Anteaters aren’t aggressive, but they can fight. Jaguars love feeding on young giant anteaters. But once the anteaters grow up, the wildcats stay away. Sometimes an anteater might run away from a jaguar or puma, but other times they’ll stand up and fight. Lashing out with their dangerous knife-like claws, the anteater has the potential to slay even the largest of predators.
What else should you know about these fantastic animals? Read on to learn 10 incredible anteater facts.
1. Anteaters Can Smell Different Bug Species
First on our list of incredible anteater facts, let’s talk about their excellent sense of smell! An anteater’s snout can smell 40 times better than a human nose. Their heightened sense of smell is a big help since anteaters don’t have the best hearing or sight.
Anteaters use their noses to identify different termite and ant species before they rip open the nest. It’s almost as if they’re deciding what bug flavor they’d like to dine on. Other animals with an acute sense of smell include elephants, snakes, and cows.
2. Volunteers Rescued an Anteater Named Valentina
Back in 2019, volunteers worked hard to rescue animals from fire zones throughout the
Amazon. Over 35 days, volunteers were able to rescue around 70 different critters, including badgers, armadillos, and even a giant anteater that the staff named Valentina.
Sadly the fire had caused third-degree burns on Valentina’s paws. Immediately after arriving, she fell into an 18-hour coma. Despite the odds, the powerful anteater pulled through. Her miraculous recovery was inspirational throughout the rescue center.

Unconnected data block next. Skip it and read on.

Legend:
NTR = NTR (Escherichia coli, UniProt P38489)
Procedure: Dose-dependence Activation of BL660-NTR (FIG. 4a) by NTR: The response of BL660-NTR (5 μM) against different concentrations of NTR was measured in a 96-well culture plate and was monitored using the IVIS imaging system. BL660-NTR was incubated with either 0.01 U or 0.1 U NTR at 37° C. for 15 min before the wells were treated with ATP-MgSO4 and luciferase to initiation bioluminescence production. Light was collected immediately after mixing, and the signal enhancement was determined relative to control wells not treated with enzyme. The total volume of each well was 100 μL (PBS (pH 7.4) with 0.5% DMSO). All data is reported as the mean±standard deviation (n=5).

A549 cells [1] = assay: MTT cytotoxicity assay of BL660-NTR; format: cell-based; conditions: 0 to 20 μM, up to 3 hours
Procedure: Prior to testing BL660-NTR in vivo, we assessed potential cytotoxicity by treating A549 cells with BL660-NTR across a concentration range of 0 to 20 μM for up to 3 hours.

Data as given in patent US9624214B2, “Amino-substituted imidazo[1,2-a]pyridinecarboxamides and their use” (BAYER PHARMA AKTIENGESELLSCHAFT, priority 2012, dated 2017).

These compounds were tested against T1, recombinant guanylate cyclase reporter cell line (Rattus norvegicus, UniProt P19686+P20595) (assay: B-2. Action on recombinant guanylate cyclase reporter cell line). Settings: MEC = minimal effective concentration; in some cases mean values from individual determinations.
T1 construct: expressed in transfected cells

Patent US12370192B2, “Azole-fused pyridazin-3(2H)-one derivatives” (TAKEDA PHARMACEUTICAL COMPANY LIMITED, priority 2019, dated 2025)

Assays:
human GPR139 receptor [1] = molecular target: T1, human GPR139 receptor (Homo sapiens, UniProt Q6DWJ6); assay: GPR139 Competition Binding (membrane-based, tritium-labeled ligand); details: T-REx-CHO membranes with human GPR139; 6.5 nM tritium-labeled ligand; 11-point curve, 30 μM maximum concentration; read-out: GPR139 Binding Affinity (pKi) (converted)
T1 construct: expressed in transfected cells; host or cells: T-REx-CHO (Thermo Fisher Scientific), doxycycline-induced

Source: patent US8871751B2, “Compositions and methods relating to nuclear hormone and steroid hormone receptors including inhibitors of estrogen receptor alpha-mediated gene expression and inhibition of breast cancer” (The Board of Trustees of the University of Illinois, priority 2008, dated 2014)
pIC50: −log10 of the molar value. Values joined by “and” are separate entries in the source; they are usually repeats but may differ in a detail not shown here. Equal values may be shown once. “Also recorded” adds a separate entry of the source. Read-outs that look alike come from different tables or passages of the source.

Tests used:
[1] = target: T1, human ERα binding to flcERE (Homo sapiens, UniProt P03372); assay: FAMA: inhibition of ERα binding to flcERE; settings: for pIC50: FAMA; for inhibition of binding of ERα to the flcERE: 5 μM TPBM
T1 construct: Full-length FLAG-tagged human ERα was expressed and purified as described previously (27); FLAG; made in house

3. Anteaters Can Pause Pregnancy
A baby anteater born in a Connecticut zoo stirred up a ton of questions when it appeared to come out of nowhere. The zookeepers had no idea who the baby anteater’s father was! It turns out, the anteater had a fertilized egg it was saving. This is a process called embryonic diapause.
The anteater can take a fertilized egg and store it for later use. The egg remains in the anteater’s uterus until the environmental conditions are perfect for implanting and developing. This is the first time the process was observed in anteaters, although it’s common in armadillos (a close relative).
Other animals can reproduce using a process known as parthenogenesis, where the baby doesn’t need a father. However, this process is most common with invertebrates like wasps and bees or certain vertebrates like amphibians and fish.
4. They’re Related to Sloths and Armadillos
Anteaters, sloths, and armadillos all belong to the same animal family. The ancient family of mammals is called Xenarthrans. It’s believed that this animal family is one of the oldest living groups of mammals today.
Armadillos and sloths changed diets before the adaptation to strict anteating took place. By becoming vegetarians and scavengers, their entire anatomy adapted differently. When looking at a picture of an anteater and armadillo side by side, you’d probably assume they have the closest connection. However, sloths are more closely related to anteaters than armadillos. Both sloths and anteaters belong to the order Pilosa.